It appears that TravelByBit PoS is in some trouble and unable to gain any advantage over merchants fielding just Bitcoin Cash alone, and it is easy to see why.
Why would a merchant want the trouble, expense, training, and complication of deploying a PoS system that supports a basket of currencies when the bulk of a merchant’s business is in Bitcoin Cash (BCH) in any case? There are further disadvantages with operating multi-coin PoS machines. Any coin hosted on a multicoin PoS becomes uncompetitive against fiat systems. The TravelByBit PoS is slow and cumbersome when it is these very properties that dominate the user payment experience (PX).
The higher density of Bitcoin Cash merchant adoption presents BCH merchants with the significant circulation advantage underpinning their dominant retail sales. Also, underwriting and the Bitcoin Cash Hula in particular, allows many smaller community based investors to participate in the circulation and provides a ready source of cheap coins for their spend-and-replace activities. The Hula is in effect amplifying BCH circulation by reducing the time it takes to put coins back into the community. In contrast, the TravelByBit PoS has the double disadvantage of both instantly extracting supported coins from the community and lowering the density of adoption with their policy of hosting multiple coins.
Australian retail data is indicating that, in order to compete with the Bitcoin Cash (BCH) juggernaut, other cryptocurrencies are best to go it alone - they are advised to win over merchants directly to their coin and avoid multicoin PoS systems altogether.
When looking at the transactions processed by each service (see graph below), TravelByBit continues to lose market share dropping to 91 transactions from September’s 151.
Examining the daily transactions for the month, we observe two days of very high Bitcoin Cash (BCH) retail traffic (see graph below). On October 14th a large BCH purchase was made while on 23rd clearly a big event (not believed to be a Bitcoin Cash meetup) was held at a leading restaurant.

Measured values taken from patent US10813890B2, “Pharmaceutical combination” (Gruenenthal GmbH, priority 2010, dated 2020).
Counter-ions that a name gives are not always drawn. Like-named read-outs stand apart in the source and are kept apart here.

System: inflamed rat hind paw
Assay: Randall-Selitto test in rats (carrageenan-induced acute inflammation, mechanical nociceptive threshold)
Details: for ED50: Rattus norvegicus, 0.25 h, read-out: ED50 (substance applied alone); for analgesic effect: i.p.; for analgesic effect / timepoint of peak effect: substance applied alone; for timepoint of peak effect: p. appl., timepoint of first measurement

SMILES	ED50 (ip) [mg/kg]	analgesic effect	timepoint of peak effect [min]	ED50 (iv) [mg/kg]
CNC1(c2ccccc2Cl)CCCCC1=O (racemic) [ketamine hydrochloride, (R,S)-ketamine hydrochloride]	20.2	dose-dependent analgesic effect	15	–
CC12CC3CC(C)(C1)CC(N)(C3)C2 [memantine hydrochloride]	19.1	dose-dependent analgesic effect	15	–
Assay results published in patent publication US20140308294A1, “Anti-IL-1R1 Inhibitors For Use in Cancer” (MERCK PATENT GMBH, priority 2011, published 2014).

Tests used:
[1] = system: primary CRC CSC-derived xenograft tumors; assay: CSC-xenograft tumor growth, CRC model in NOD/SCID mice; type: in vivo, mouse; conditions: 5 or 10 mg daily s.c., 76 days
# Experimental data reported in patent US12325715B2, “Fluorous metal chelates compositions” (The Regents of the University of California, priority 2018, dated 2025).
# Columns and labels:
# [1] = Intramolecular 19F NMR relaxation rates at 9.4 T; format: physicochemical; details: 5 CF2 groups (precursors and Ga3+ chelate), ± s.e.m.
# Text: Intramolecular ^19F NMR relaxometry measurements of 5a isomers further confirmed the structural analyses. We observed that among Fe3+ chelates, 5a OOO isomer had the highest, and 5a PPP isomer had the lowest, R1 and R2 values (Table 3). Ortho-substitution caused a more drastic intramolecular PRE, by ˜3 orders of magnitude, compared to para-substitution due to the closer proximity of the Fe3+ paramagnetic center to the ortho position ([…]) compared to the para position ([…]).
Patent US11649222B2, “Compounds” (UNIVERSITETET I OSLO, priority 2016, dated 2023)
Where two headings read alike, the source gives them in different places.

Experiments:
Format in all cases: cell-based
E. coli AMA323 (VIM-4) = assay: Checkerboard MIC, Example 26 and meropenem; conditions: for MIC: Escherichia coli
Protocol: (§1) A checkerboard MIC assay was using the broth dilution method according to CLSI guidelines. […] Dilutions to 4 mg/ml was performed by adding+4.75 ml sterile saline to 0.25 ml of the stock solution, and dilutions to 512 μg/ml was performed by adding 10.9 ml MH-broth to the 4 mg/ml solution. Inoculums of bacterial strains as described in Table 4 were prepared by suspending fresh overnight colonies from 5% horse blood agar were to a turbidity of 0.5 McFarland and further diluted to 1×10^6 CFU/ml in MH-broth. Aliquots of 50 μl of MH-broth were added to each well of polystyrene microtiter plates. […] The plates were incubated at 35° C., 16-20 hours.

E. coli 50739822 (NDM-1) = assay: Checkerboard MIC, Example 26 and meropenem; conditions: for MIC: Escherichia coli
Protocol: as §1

By removing these (legitimate) outliers, we can get a view of the relative daily retail spend per coin.
The graph below is the same retail data minus the two large (valid retail) transactions. On only 4 days during October did the combined retail spend of all other coins exceed that of Bitcoin Cash (BCH).
The daily transactions for October also consistently featured Bitcoin Cash (BCH) and only 5 days did the combined transactions of all other coins exceed the Bitcoin Cash daily total.
The October retail data confirms the strong utility of Bitcoin Cash (BCH) relative to other coins. This utility is more pronounced when merchants adopt a single cryptocurrency, especially if the bulk of retail business is in that one cryptocurrency in any case. Further, if a group of merchants accept a single cryptocurrency, the effects are amplified with circulation, user groups, and supporting technical development.
We conclude that Bitcoin Cash (BCH) is now firmly entrenched in Australia and will be virtually impossible to dislodge. Bitcoin Cash (BCH) is busy absorbing the remains of the Australian retail cryptocurrency market and continues to grow and win market share away from fiat systems consistent with its global mission. Upcoming improvements targeting compliance, along with major projects, will likely allow further BCH penetration into the Australian economy.
It is not just the tough retail space that Bitcoin Cash (BCH) is dominating. In Australia, Bitcoin Cash is onboarding the most young people, enjoys the most meetups, the only fielding new and exciting retail technologies, the one with the largest development programs, and the only that has founded several major projects. What is more, the techniques that have allowed Bitcoin Cash to flourish in the land down under are easily replicable in other economies. Finally, the importance of hard retail data whereupon merchants must decide to accept a cryptocurrency as a payment option, can not be understated for revealing the measure of a coin’s utility. Such information is essential for traders and investors to make informed investment decisions. Australia’s retail data suggests a complete reversal is in order. Bitcoin Cash (BCH) comprehensively dominates the utility leaderboard whereas the market perception has Bitcoin Core (BTC) priced more highly. It appears the markets have yet to price-in Bitcoin Cash’s superior utility or Bitcoin Core’s retail collapse.